Amazon provides a monitoring service to oversee its core resources such as Amazon EC2 instances, Amazon DynamoDB tables, and Amazon RDS DB instances. Amazon CloudWatch can be used to collect and track metrics, collect and monitor log files, set alarms, and automatically react to changes in your AWS resources. By using CloudWatch, you have access to system-wide visibility into resource utilisation, application performance, and operational health. This article, Amazon CloudWatch Exam Tips Part 1, provides you with core concepts that you need to know for the AWS Certified Solutions Architect and Sysops Exams.
Access Amazon CloudWatch using:
- Amazon CloudWatch Console
- AWS CLI
- CloudWatch API
- AWS SDKs
With Amazon CloudWatch, you can specify parameters for a metric over a time period and configure alarms or automated actions when a threshold is reached.
Services Used with CloudWatch
- Amazon Simple Notification Service (SNS) – to send out messages to subscribing endpoints. For example to get email alerts when the CPU for your instances goes over 80% for a duration of time
- Auto Scaling – automatically launch or terminate EC2 instances based on policies, health checks and schedules
- AWS CloudTrail – Monitor and audit calls made to the CloudWatch API for your account – CloudTrail can be used to enable CloudWatch to write log files to S3 buckets for example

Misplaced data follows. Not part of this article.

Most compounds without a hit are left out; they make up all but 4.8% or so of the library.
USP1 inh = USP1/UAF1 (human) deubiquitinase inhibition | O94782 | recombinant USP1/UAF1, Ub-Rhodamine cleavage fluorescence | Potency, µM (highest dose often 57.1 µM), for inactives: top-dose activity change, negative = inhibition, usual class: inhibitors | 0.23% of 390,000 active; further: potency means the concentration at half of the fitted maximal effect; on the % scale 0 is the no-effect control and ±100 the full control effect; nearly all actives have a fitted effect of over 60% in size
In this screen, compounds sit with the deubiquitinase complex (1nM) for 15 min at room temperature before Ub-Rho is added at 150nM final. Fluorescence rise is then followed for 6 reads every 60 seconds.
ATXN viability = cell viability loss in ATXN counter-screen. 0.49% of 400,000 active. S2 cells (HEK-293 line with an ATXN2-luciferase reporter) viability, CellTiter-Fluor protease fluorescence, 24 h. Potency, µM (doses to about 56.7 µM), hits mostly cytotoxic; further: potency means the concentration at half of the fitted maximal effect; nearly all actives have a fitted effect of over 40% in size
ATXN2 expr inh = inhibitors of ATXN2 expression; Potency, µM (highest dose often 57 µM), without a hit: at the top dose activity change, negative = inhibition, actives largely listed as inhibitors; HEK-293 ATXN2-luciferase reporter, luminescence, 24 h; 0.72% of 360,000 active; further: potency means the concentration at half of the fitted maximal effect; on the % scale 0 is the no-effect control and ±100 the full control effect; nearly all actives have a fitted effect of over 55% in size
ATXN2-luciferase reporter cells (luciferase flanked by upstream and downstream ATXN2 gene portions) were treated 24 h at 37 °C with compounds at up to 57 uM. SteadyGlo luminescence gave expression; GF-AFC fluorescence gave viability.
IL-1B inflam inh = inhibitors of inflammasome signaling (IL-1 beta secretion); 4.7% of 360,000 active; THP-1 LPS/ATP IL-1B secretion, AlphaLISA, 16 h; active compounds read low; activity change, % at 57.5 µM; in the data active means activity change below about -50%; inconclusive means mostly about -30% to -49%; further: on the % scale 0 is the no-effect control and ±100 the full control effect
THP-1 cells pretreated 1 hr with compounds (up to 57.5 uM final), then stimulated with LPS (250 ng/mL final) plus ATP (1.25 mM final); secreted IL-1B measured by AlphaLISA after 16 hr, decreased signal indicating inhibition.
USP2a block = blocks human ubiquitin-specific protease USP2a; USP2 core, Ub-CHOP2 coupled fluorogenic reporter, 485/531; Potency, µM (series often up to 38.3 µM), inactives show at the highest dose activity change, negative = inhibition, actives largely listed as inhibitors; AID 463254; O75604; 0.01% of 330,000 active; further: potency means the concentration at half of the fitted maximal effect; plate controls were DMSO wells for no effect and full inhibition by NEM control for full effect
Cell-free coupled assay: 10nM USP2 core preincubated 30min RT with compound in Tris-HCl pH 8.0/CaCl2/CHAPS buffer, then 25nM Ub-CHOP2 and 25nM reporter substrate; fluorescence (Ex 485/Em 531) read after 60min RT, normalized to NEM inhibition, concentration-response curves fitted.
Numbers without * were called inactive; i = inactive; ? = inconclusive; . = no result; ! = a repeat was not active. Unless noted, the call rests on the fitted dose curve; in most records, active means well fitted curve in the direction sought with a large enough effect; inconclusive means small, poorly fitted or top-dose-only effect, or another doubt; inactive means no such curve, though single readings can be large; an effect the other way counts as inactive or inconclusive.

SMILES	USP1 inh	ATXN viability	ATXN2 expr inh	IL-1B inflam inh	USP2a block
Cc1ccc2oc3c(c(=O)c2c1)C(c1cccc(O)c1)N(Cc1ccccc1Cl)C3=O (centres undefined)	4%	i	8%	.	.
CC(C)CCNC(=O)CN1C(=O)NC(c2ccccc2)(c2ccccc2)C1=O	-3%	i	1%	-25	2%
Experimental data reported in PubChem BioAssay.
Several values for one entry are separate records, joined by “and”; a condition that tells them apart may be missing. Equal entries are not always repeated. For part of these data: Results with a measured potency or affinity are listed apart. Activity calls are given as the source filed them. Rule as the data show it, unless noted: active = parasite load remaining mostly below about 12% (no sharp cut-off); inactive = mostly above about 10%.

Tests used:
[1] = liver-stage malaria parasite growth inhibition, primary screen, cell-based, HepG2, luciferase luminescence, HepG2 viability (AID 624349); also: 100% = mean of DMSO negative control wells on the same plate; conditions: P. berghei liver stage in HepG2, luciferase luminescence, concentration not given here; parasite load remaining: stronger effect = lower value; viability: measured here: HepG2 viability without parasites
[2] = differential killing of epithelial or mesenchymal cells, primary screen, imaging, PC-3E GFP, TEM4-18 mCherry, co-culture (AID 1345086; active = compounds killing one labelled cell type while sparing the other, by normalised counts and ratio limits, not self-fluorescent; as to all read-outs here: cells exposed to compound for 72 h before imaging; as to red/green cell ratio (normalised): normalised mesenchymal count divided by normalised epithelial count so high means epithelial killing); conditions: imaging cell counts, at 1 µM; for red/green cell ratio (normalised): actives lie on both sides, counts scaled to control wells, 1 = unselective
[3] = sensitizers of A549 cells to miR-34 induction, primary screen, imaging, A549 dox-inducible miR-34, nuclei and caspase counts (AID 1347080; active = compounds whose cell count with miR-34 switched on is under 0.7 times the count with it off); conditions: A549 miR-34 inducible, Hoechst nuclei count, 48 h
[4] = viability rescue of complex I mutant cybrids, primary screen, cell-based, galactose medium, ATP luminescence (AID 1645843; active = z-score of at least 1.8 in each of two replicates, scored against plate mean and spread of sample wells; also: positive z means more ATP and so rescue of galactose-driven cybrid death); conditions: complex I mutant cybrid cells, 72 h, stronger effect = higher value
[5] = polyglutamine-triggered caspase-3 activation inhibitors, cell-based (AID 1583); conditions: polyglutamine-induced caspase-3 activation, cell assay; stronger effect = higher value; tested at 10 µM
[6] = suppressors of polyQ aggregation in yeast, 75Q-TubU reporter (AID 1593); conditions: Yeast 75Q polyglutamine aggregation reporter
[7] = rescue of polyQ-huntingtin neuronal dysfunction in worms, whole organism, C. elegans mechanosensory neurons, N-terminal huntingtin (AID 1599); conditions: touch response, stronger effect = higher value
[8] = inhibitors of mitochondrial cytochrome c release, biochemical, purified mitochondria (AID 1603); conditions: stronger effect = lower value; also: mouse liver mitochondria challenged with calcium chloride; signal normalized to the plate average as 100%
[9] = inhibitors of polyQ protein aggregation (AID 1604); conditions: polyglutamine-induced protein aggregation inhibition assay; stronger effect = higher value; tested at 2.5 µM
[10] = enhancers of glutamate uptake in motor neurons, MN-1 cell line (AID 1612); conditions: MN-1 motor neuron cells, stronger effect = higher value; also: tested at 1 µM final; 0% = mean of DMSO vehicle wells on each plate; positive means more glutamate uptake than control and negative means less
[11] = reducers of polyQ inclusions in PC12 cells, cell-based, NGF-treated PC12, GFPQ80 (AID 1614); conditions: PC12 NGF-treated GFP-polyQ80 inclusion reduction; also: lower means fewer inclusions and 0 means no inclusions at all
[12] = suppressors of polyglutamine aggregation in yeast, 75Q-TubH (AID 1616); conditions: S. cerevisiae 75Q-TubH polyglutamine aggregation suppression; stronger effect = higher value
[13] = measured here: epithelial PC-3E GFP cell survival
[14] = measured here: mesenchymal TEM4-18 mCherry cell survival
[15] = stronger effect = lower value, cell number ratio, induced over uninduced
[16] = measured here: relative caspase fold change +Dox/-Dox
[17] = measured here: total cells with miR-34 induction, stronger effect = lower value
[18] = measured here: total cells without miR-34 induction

- AWS Identity and Access Management (IAM) – enable authentication and access control for Amazon CloudWatch
CloudWatch EC2 Monitoring Levels
- Basic Monitoring sends data to Amazon CloudWatch every 5 minutes for a limited number of metrics and can be used free of charge.
- Detailed Monitoring sends data to Amazon CloudWatch every 1 minute and allows data aggregation for an additional charge. Data Aggregation is offered across Availability Zones within a region, but you cannot aggregate data across regions
While you have visibility to metrics that affect the AWS host servers themselves, you do not by default have access to instance specific metrics such as memory consumption or disk metrics visible to the Operating System. In such cases, you can create custom metrics. CloudWatch supports API calls where programs and scripts can make PUT requests into CloudWatch, using name-value pairs. This can then be used to create alarms or trigger action as required.
The minimum granularity supported by CloudWatch is 1 minute. Many metrics are received and aggregated at 1-minute intervals. Some are received at 3 or 5-minute intervals. This will depend on the AWS service. The minimum granularity supported by CloudWatch for Custom Metrics is 1 minute.
Amazon CloudWatch Logs can then be used to monitor and access log files from EC2 instances, CloudTrail and other services. CloudWatch can also store historical log files in S3 and Glacier. CloudWatch Log Agents can be installed on certain EC2 instances to automatically send log data to CloudWatch. With CloudWatch Logs, you can:
- Perform Real-time Application and System Monitoring